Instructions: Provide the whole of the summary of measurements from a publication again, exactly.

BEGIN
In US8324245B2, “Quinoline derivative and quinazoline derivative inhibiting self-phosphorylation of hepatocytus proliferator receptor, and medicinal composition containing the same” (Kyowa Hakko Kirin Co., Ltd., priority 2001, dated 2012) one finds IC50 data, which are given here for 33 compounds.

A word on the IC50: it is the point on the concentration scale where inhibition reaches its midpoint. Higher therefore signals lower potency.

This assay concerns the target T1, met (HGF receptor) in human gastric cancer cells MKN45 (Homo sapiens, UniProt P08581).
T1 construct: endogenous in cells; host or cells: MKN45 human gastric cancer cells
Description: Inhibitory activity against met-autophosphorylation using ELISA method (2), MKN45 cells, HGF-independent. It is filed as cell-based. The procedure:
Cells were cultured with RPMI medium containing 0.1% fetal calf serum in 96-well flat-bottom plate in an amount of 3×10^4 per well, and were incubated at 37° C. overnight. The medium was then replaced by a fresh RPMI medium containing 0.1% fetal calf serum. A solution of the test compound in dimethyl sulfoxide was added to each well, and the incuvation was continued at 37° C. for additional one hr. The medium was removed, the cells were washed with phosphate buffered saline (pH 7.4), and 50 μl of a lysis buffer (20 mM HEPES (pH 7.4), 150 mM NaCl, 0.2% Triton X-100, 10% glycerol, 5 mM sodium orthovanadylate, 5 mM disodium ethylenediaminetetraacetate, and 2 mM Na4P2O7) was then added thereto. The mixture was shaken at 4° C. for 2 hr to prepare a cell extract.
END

In US8324245B2, “Quinoline derivative and quinazoline derivative inhibiting self-phosphorylation of hepatocytus proliferator receptor, and medicinal composition containing the same” (Kyowa Hakko Kirin Co., Ltd., priority 2001, dated 2012) one finds IC50 data, which are given here for 33 compounds.

A word on the IC50: it is the point on the concentration scale where inhibition reaches its midpoint. Higher therefore signals lower potency.

This assay concerns the target T1, met (HGF receptor) in human gastric cancer cells MKN45 (Homo sapiens, UniProt P08581).
T1 construct: endogenous in cells; host or cells: MKN45 human gastric cancer cells
Description: Inhibitory activity against met-autophosphorylation using ELISA method (2), MKN45 cells, HGF-independent. It is filed as cell-based. The procedure:
Cells were cultured with RPMI medium containing 0.1% fetal calf serum in 96-well flat-bottom plate in an amount of 3×10^4 per well, and were incubated at 37° C. overnight. The medium was then replaced by a fresh RPMI medium containing 0.1% fetal calf serum. A solution of the test compound in dimethyl sulfoxide was added to each well, and the incuvation was continued at 37° C. for additional one hr. The medium was removed, the cells were washed with phosphate buffered saline (pH 7.4), and 50 μl of a lysis buffer (20 mM HEPES (pH 7.4), 150 mM NaCl, 0.2% Triton X-100, 10% glycerol, 5 mM sodium orthovanadylate, 5 mM disodium ethylenediaminetetraacetate, and 2 mM Na4P2O7) was then added thereto. The mixture was shaken at 4° C. for 2 hr to prepare a cell extract.